This article was exclusively written for the Sting by Jérémy Glasner & March Eich (swimsa Co-Vice-presidents for Medical Education 2015/16), both medical students from Switzerland. The translation was made by Federico Mazzola (swimsa President 2016/17). The writers are members of Swiss Medical Students’ Association (swimsa) Medical Education Committee, affiliated to the International Federation of Medical Students Associations (IFMSA).
It is no secret – every patient seeking a Swiss hospital or a family doctor outside big cities notices it clearly. We do not have enough doctors. Due to this finding the federal council will invest 100 million Swiss francs (€ 91 million) over 4 years to increase the number of medical students. This sum attracts a lot of interest: the University of Zurich and Berne want to increase their capacity, the ETH Zurich has always dreamt of their own Bachelors degree in clinical medicine, whilst Fribourg, Ticino, Saint Gallen, and Lucerne would love to establish a Masters program (years 4-6 of Swiss university training of MDs).
The Swiss Medical Students’ Association represents all Swiss medical students. Attentively we have compiled a policy paper on Quality Assurance and the Future of Medical Studies, serving as basis of this article. Naturally we support the initiative, which will allow more graduates to follow their dreams and enable Switzerland to be more independent from its neighbouring countries. This independence may also help to alleviate the shortage of doctors in surrounding countries caused by the import of foreign doctors into Switzerland.
Firstly, this shortage has many influenceable factors. On the one hand, the doctor shortage is relative, since some specialities are more affected than others: family medicine and psychiatry as prime examples. On the other hand, rural areas suffer more than urban ones. Additionally, the divergence between the work-life-balance expectation of the current generation and the effective working conditions lead to many doctors quitting their profession.
Secondly, creating a new medical course is hard work. In our experience the change of one system to another is difficult, especially since every university has their very own curriculum.
Finally, a quick increase in the number of medical students may negatively impact academic quality, which currently enjoys a high reputation in Switzerland. Without any infrastructural development, lecture halls will reach capacity. More importantly, having a limited number of patients, facilities and medical educators it proves difficult to sustain small group learning, essential for clinical training.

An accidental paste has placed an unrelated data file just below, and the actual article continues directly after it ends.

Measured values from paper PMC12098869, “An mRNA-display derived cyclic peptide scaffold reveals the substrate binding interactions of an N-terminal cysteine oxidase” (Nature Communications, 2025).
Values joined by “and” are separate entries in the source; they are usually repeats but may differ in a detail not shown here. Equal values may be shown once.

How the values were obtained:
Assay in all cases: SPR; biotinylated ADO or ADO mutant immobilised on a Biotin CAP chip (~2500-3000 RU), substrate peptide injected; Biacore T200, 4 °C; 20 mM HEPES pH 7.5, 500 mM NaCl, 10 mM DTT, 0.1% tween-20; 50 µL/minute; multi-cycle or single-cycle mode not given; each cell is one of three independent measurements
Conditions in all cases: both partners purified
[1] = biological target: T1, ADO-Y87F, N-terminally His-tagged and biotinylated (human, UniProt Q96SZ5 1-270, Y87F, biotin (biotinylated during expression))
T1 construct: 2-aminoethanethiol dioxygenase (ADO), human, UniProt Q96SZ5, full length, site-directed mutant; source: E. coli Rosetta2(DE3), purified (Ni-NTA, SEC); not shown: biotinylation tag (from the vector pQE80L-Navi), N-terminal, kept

These obstacles can be overcome and provide a chance to bring innovation to the Swiss medical landscape: suffering specialities can be promoted and made attractive throughout the curriculum, in addition to ameliorating their working conditions and their salaries. Moreover, a better task distribution between different medical profession should be considered, next to creating a better working atmosphere, allowing every doctor to fully flourish at work and at home. The key to organising a new medical curriculum is cooperation and collaboration. The numerous institutions involved have to work as a team to secure that courses follow a clear concept.
We plight for quality before quantity, especially for the safety and comfort of patients. Only universities with enough human, financial, and infrastructural resources are able to offer a student-centred education and conserve the individuality of each future doctor.
Swimsa is delighted to be involved in the development of the best possible education for future doctors and therewith hopes to contribute to an excellent treatment for each and every patient.
Visit swimsa.ch/de/ausbildung/stellungnahmen for the full policy statement
(available in German and French).
About the authors
Jérémy and Marc were the swimsa Vice-Presidents for Medical Education from 2014 to 2016. Together with the swimsa Medical Education Committee they have compiled numerous policy papers, giving Swiss medical students a strong voice. The policy paper on Quality Assurance and the Future of Medical Studies is one of their greatest successes, gaining support by the Union of Students of Switzerland and the according commission of the Swiss Federal Council. Jérémy currently sits in the commission working on the new Swiss Catalogue of Learning Objectives (SCLO), whilst Marc is the delegate to the resident and attending doctors’ association (VSAO).